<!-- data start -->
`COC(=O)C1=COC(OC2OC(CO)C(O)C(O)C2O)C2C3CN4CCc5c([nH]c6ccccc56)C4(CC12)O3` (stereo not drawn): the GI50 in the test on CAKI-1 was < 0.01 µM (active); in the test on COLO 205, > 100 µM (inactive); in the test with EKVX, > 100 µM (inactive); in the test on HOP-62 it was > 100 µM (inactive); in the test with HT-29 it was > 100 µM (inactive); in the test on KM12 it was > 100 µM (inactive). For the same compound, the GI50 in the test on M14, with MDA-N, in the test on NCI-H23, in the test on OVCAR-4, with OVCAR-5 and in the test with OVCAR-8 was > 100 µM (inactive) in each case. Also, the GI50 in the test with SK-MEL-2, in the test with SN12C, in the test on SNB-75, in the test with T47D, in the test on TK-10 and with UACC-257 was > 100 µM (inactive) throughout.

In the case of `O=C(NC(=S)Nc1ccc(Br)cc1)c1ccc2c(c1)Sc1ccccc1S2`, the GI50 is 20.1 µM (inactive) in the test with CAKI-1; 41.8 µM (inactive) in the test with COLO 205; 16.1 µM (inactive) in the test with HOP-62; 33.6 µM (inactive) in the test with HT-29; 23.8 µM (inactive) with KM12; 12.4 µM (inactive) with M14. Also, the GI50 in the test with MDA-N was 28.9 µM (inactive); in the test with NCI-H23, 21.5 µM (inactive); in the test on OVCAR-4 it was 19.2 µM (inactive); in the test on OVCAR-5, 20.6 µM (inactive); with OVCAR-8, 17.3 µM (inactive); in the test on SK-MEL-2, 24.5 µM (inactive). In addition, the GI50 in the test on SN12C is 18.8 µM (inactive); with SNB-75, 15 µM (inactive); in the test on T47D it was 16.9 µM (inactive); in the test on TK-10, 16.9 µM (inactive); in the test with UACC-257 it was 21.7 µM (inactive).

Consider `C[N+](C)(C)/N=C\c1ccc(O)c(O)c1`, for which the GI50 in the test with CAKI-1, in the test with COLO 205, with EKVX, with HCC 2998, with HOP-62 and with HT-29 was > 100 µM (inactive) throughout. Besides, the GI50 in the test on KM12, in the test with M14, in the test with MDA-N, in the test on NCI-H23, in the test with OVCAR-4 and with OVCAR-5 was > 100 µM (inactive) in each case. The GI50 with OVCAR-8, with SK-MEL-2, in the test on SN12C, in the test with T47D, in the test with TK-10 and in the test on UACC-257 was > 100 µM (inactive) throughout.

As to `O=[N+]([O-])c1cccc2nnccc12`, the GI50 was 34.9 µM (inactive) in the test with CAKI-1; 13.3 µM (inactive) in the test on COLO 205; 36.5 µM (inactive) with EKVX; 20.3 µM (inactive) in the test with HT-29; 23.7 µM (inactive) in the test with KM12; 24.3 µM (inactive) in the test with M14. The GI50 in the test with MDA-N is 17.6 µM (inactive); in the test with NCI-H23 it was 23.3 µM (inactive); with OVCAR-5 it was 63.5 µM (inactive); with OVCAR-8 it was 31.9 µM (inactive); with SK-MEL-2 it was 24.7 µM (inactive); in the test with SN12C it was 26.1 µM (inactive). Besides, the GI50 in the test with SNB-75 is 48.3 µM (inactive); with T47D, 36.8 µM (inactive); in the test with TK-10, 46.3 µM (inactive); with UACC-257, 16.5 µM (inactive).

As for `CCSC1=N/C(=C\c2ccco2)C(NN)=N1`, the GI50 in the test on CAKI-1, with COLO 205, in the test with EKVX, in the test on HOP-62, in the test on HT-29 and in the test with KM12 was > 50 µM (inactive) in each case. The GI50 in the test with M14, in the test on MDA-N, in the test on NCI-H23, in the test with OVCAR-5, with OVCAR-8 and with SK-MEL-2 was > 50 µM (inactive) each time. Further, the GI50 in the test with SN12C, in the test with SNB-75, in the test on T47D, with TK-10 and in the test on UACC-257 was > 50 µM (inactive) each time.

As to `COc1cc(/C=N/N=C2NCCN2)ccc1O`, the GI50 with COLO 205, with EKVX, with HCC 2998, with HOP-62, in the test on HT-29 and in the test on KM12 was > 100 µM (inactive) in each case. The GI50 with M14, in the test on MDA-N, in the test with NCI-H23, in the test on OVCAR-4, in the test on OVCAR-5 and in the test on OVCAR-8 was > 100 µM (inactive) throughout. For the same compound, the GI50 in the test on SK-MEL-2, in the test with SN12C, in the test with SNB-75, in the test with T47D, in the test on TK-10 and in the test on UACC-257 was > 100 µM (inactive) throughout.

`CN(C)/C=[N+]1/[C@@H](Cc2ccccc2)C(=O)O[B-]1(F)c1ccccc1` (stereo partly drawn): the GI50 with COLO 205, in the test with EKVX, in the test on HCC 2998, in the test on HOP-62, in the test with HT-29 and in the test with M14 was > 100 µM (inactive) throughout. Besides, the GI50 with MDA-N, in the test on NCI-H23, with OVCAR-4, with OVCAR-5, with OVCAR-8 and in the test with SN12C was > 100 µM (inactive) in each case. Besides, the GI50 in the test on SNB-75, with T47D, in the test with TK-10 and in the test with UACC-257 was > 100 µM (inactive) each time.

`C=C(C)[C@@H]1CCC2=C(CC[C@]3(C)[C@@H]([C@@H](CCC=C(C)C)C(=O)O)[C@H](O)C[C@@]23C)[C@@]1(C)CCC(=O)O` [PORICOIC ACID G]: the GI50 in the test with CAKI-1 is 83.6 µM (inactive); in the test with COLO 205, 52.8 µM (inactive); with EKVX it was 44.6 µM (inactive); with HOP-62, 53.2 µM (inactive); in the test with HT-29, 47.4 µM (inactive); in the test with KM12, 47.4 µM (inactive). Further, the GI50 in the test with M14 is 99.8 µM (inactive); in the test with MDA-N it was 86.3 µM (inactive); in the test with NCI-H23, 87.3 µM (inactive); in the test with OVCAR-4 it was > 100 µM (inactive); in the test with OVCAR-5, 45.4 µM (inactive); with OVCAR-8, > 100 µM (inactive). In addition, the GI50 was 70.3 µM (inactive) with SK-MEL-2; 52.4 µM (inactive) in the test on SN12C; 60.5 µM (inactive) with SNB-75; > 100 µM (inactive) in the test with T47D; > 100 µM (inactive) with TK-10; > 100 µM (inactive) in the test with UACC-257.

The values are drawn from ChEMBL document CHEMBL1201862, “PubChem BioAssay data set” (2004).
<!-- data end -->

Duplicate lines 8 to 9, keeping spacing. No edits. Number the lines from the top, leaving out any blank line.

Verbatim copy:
`C=C(C)[C@@H]1CCC2=C(CC[C@]3(C)[C@@H]([C@@H](CCC=C(C)C)C(=O)O)[C@H](O)C[C@@]23C)[C@@]1(C)CCC(=O)O` [PORICOIC ACID G]: the GI50 in the test with CAKI-1 is 83.6 µM (inactive); in the test with COLO 205, 52.8 µM (inactive); with EKVX it was 44.6 µM (inactive); with HOP-62, 53.2 µM (inactive); in the test with HT-29, 47.4 µM (inactive); in the test with KM12, 47.4 µM (inactive). Further, the GI50 in the test with M14 is 99.8 µM (inactive); in the test with MDA-N it was 86.3 µM (inactive); in the test with NCI-H23, 87.3 µM (inactive); in the test with OVCAR-4 it was > 100 µM (inactive); in the test with OVCAR-5, 45.4 µM (inactive); with OVCAR-8, > 100 µM (inactive). In addition, the GI50 was 70.3 µM (inactive) with SK-MEL-2; 52.4 µM (inactive) in the test on SN12C; 60.5 µM (inactive) with SNB-75; > 100 µM (inactive) in the test with T47D; > 100 µM (inactive) with TK-10; > 100 µM (inactive) in the test with UACC-257.

The values are drawn from ChEMBL document CHEMBL1201862, “PubChem BioAssay data set” (2004).